The geometry of the dragonfly wing

  The folded surface of the dragonfly wing

A modeller’s experimental and morphological study


What do a ball of crumpled paper and a dragonfly’s wing have in common?


They are both constrained by the laws of the geometry of folded surfaces!

Translate by Dr JD Bell of Oxford

For further information refer to the page “geometrical principles”.

While researching different techniques for reproducing a dragonfly wing I came to realise the astonishing properties of its form.

The distinctive feature of the dragonfly wing is its strict adherence to shape with respect to its wingspan which is exceptional among insects. Put another way, it has the property of not bending under considerable stress, despite its length. Making my first model, of Orthetrum caerulescens on a 20:1 scale, I contented myself with reproducing the profile by heat forming on a mould that faithfully copied, without analysing it, the profile of the original. The heat forming method proved unsuccessful for making a life-size model of Anax imperator. I remembered then that I had studied folded surface theory in architecture. The distinctive feature of a folded surface is the simplicity of its construction and the ratio of weight to optimum formal stability. Applying this principle to the dragonfly wing showed that I was on the right track.

Surface folding theory works perfectly for the shape of the dragonfly wing and meets the constraints imposed.

At the time of writing, I know of no scientific publication on this subject. I apologise in advance if such a publication does exist. I should be delighted to if any author should get in touch.

 You can also look up the site on the theory of insect flight

There are also numerous references in worldLingo

 First structural analysis

Nature’s choices and their reasons:

 1-Rigidity of the wing: various consequences:

   - strengthening of the veining; increase of section, weight (eg short reach of bee and fly wing)

  - cylindro-conical form: concentration of stresses at the wing-root, poor aerodynamic response (plant environment)

  - folded form: sound distribution of stresses, structural lightness, rotational aerodynamics (principle envisaged, yet to be confirmed)

A01AO 1   Non-folded wing is not rigid

A02AO2    Wing with folds is made rigid by the three-dimensional structure thus created. This paper model has no veining and is maintained solely by folds that faithfully match the original.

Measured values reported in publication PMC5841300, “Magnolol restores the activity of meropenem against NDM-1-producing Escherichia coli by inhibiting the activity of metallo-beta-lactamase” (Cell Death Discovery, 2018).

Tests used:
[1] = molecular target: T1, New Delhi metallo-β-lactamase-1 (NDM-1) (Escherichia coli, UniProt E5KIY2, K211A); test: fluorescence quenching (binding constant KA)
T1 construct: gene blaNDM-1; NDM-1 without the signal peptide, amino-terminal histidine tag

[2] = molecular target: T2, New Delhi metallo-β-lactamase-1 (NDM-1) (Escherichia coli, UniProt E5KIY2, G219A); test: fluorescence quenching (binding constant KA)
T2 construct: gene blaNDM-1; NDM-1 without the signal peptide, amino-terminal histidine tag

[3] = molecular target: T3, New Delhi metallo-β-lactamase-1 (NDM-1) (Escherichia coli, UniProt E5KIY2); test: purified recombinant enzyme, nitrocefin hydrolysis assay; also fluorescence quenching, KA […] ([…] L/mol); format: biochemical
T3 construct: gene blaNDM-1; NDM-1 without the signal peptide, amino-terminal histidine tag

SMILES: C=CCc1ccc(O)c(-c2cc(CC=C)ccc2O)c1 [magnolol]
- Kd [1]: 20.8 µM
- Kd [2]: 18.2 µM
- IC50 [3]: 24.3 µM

Geometrical theory of folded surfaces

 1. Definition of a folded surface

- any plane surface not deformable in plan (see ‘geometrical principles’). For example, woven textile is deformable; a sheet of paper or steel is not deformable.

 This surface is folded in three-dimensional space by anetwork of folds alternately convex and concave.

A10 A10

This example of folds was chosen for the design found in the dragonfly wing.


The vein, shown in green, corresponds to the principal structural folds in the dragonfly wing.

Inversely, the shape of such a surface can be folded down flat without tearing

A11  A11

Interpolated note:it seems that the dragonfly wing alone has this arrangement of folds. In a bee’s wing, for example, the folds are of uniform shape.

A00abeille     A00a-abeille

The surfaces between the folds are not flat but convex, and not capable of being made planar.

Returning to the dragonfly:

 All the surfaces bounded by two folds are generated by straight lines. These surfaces are either planar, or conical or cylindrical.


This simulation in folded cardboard, with its complex of curves and opposing curves reproduces exactly the surface of the dragonfly wing :


The structural configuration (angle, length, orientation) of the folds obeys the rules of the geometry of spatial complexes. Each fold is directly defined by the set of folds of a convex polygonal surface. A single bordering surface is linked to the whole by a single straight fold allowing a degree of angular freedom.

A note about ‘geometrical principles’: on the dragonfly wing it can be seen that several sections of fold are incomplete. That seems to indicate that the folds of the wing form during specific development of the main veins. Could it be that the positioning of the main veins has determined the entire fold system of the dragonfly wing?


Preliminary remark: the dragonfly is known to be a member of a group of primitive insects. Titanophasma fayoli, a palaeodictyopteran, could reach a length of 50cm. Its geometrical form could have been decided at that time.